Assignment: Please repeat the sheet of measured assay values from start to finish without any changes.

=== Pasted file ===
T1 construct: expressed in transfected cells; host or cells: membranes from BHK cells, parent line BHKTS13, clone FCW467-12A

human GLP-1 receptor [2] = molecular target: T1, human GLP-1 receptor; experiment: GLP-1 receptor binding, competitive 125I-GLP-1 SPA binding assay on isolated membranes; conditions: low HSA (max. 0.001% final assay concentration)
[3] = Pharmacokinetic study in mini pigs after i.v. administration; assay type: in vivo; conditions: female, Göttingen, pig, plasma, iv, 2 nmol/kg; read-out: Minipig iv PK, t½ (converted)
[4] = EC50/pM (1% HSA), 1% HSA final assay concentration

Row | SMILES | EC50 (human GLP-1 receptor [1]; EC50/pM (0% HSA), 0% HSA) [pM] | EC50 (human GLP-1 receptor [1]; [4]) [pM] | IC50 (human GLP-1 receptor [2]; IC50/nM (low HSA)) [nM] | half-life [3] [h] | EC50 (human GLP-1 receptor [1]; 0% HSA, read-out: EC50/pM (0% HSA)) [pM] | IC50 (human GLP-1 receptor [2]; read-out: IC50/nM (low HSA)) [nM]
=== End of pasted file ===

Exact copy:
T1 construct: expressed in transfected cells; host or cells: membranes from BHK cells, parent line BHKTS13, clone FCW467-12A

human GLP-1 receptor [2] = molecular target: T1, human GLP-1 receptor; experiment: GLP-1 receptor binding, competitive 125I-GLP-1 SPA binding assay on isolated membranes; conditions: low HSA (max. 0.001% final assay concentration)
[3] = Pharmacokinetic study in mini pigs after i.v. administration; assay type: in vivo; conditions: female, Göttingen, pig, plasma, iv, 2 nmol/kg; read-out: Minipig iv PK, t½ (converted)
[4] = EC50/pM (1% HSA), 1% HSA final assay concentration

Row | SMILES | EC50 (human GLP-1 receptor [1]; EC50/pM (0% HSA), 0% HSA) [pM] | EC50 (human GLP-1 receptor [1]; [4]) [pM] | IC50 (human GLP-1 receptor [2]; IC50/nM (low HSA)) [nM] | half-life [3] [h] | EC50 (human GLP-1 receptor [1]; 0% HSA, read-out: EC50/pM (0% HSA)) [pM] | IC50 (human GLP-1 receptor [2]; read-out: IC50/nM (low HSA)) [nM]